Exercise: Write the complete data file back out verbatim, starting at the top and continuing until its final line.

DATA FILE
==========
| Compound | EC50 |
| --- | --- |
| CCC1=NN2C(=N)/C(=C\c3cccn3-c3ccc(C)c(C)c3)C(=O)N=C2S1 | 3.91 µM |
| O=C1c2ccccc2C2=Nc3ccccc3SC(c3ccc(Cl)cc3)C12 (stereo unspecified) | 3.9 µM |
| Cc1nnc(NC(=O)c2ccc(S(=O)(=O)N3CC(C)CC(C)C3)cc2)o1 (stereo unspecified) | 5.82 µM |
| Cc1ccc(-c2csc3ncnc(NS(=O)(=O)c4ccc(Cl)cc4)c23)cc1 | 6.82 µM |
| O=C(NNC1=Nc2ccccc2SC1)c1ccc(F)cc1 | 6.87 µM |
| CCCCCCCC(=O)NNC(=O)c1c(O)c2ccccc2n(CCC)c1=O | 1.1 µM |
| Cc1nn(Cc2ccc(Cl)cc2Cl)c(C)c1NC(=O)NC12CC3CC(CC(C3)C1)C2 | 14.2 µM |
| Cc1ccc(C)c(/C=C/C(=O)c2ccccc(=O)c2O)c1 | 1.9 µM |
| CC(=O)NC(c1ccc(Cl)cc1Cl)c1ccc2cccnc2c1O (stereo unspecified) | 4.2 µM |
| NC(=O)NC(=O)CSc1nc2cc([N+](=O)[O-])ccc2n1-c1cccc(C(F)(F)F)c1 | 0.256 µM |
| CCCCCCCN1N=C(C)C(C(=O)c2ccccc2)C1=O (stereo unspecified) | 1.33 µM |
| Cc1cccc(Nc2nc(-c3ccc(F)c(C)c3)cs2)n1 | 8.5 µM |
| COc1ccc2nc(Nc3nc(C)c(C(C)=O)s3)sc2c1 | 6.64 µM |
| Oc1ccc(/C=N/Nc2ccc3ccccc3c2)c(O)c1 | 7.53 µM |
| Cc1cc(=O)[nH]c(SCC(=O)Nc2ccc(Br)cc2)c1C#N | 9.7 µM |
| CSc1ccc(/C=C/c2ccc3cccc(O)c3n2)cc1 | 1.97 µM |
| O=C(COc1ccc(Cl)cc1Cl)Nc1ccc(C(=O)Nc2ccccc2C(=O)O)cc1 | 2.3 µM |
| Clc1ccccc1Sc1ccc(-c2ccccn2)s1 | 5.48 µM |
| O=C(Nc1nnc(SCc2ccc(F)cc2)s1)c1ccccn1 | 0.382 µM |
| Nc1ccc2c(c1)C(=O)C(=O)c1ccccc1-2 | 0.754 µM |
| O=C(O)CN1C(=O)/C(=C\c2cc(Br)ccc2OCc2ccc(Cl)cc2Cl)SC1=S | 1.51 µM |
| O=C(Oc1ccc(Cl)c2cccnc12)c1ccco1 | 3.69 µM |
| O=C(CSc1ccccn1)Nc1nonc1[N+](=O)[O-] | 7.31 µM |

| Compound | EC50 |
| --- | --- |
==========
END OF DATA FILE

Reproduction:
| Compound | EC50 |
| --- | --- |
| CCC1=NN2C(=N)/C(=C\c3cccn3-c3ccc(C)c(C)c3)C(=O)N=C2S1 | 3.91 µM |
| O=C1c2ccccc2C2=Nc3ccccc3SC(c3ccc(Cl)cc3)C12 (stereo unspecified) | 3.9 µM |
| Cc1nnc(NC(=O)c2ccc(S(=O)(=O)N3CC(C)CC(C)C3)cc2)o1 (stereo unspecified) | 5.82 µM |
| Cc1ccc(-c2csc3ncnc(NS(=O)(=O)c4ccc(Cl)cc4)c23)cc1 | 6.82 µM |
| O=C(NNC1=Nc2ccccc2SC1)c1ccc(F)cc1 | 6.87 µM |
| CCCCCCCC(=O)NNC(=O)c1c(O)c2ccccc2n(CCC)c1=O | 1.1 µM |
| Cc1nn(Cc2ccc(Cl)cc2Cl)c(C)c1NC(=O)NC12CC3CC(CC(C3)C1)C2 | 14.2 µM |
| Cc1ccc(C)c(/C=C/C(=O)c2ccccc(=O)c2O)c1 | 1.9 µM |
| CC(=O)NC(c1ccc(Cl)cc1Cl)c1ccc2cccnc2c1O (stereo unspecified) | 4.2 µM |
| NC(=O)NC(=O)CSc1nc2cc([N+](=O)[O-])ccc2n1-c1cccc(C(F)(F)F)c1 | 0.256 µM |
| CCCCCCCN1N=C(C)C(C(=O)c2ccccc2)C1=O (stereo unspecified) | 1.33 µM |
| Cc1cccc(Nc2nc(-c3ccc(F)c(C)c3)cs2)n1 | 8.5 µM |
| COc1ccc2nc(Nc3nc(C)c(C(C)=O)s3)sc2c1 | 6.64 µM |
| Oc1ccc(/C=N/Nc2ccc3ccccc3c2)c(O)c1 | 7.53 µM |
| Cc1cc(=O)[nH]c(SCC(=O)Nc2ccc(Br)cc2)c1C#N | 9.7 µM |
| CSc1ccc(/C=C/c2ccc3cccc(O)c3n2)cc1 | 1.97 µM |
| O=C(COc1ccc(Cl)cc1Cl)Nc1ccc(C(=O)Nc2ccccc2C(=O)O)cc1 | 2.3 µM |
| Clc1ccccc1Sc1ccc(-c2ccccn2)s1 | 5.48 µM |
| O=C(Nc1nnc(SCc2ccc(F)cc2)s1)c1ccccn1 | 0.382 µM |
| Nc1ccc2c(c1)C(=O)C(=O)c1ccccc1-2 | 0.754 µM |
| O=C(O)CN1C(=O)/C(=C\c2cc(Br)ccc2OCc2ccc(Cl)cc2Cl)SC1=S | 1.51 µM |
| O=C(Oc1ccc(Cl)c2cccnc12)c1ccco1 | 3.69 µM |
| O=C(CSc1ccccn1)Nc1nonc1[N+](=O)[O-] | 7.31 µM |

| Compound | EC50 |
| --- | --- |